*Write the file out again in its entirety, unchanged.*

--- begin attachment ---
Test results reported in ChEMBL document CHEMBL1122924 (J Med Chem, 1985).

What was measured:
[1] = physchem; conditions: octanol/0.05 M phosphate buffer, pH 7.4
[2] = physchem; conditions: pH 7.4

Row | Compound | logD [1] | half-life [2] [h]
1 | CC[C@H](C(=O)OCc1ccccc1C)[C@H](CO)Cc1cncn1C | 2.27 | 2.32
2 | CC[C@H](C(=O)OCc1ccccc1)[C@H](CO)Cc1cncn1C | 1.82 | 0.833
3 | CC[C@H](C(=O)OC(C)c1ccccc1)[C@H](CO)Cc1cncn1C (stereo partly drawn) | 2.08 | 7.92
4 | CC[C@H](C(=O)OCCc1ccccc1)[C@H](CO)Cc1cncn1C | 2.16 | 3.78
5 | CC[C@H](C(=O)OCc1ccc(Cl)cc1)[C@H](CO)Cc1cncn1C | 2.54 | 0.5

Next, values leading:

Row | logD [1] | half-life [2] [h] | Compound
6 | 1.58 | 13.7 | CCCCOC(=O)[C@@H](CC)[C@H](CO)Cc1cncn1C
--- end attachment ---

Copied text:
Test results reported in ChEMBL document CHEMBL1122924 (J Med Chem, 1985).

What was measured:
[1] = physchem; conditions: octanol/0.05 M phosphate buffer, pH 7.4
[2] = physchem; conditions: pH 7.4

Row | Compound | logD [1] | half-life [2] [h]
1 | CC[C@H](C(=O)OCc1ccccc1C)[C@H](CO)Cc1cncn1C | 2.27 | 2.32
2 | CC[C@H](C(=O)OCc1ccccc1)[C@H](CO)Cc1cncn1C | 1.82 | 0.833
3 | CC[C@H](C(=O)OC(C)c1ccccc1)[C@H](CO)Cc1cncn1C (stereo partly drawn) | 2.08 | 7.92
4 | CC[C@H](C(=O)OCCc1ccccc1)[C@H](CO)Cc1cncn1C | 2.16 | 3.78
5 | CC[C@H](C(=O)OCc1ccc(Cl)cc1)[C@H](CO)Cc1cncn1C | 2.54 | 0.5

Next, values leading:

Row | logD [1] | half-life [2] [h] | Compound
6 | 1.58 | 13.7 | CCCCOC(=O)[C@@H](CC)[C@H](CO)Cc1cncn1C